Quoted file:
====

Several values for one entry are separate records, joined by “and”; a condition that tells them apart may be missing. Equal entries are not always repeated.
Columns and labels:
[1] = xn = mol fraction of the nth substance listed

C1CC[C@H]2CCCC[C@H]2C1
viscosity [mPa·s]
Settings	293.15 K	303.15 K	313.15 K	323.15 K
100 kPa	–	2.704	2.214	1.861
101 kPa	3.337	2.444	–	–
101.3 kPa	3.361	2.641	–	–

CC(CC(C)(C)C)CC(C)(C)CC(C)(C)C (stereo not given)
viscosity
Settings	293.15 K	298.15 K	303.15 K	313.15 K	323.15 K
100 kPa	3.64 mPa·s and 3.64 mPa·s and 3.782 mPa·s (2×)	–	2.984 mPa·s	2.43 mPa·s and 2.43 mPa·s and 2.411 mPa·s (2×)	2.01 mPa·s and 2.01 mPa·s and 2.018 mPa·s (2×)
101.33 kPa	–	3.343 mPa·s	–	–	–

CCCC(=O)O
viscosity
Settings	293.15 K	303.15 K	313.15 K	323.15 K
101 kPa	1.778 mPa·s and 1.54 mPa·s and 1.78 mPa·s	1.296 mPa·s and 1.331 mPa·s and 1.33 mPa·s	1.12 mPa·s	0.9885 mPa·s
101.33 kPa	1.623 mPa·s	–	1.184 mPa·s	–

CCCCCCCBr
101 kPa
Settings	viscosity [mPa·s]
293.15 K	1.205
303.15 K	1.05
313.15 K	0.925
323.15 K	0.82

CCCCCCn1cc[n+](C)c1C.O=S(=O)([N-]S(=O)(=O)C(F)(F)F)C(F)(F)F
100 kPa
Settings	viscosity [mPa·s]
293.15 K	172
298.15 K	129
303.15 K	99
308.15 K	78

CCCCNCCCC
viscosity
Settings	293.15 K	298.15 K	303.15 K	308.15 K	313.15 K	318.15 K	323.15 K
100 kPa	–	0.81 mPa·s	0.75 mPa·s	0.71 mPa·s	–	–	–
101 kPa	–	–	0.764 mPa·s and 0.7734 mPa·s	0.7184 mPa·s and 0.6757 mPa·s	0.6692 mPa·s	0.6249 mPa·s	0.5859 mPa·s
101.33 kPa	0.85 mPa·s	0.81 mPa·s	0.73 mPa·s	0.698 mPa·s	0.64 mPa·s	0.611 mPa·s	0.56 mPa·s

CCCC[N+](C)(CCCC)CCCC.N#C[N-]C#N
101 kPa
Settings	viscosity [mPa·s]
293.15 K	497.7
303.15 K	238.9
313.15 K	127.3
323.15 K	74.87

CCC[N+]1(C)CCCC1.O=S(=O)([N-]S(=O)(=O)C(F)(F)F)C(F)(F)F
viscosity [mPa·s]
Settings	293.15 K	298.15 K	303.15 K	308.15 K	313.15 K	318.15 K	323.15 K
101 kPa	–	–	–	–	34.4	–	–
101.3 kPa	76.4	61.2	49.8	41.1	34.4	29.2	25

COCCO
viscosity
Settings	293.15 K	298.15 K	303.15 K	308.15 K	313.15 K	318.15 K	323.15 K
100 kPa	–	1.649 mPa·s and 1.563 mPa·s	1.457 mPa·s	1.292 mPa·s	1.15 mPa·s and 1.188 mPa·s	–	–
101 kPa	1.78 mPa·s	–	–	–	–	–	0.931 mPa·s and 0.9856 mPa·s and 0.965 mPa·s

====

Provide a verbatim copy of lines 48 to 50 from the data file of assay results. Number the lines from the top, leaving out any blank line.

viscosity [mPa·s]
Settings	293.15 K	298.15 K	303.15 K	308.15 K	313.15 K	318.15 K	323.15 K
101 kPa	–	–	–	–	34.4	–	–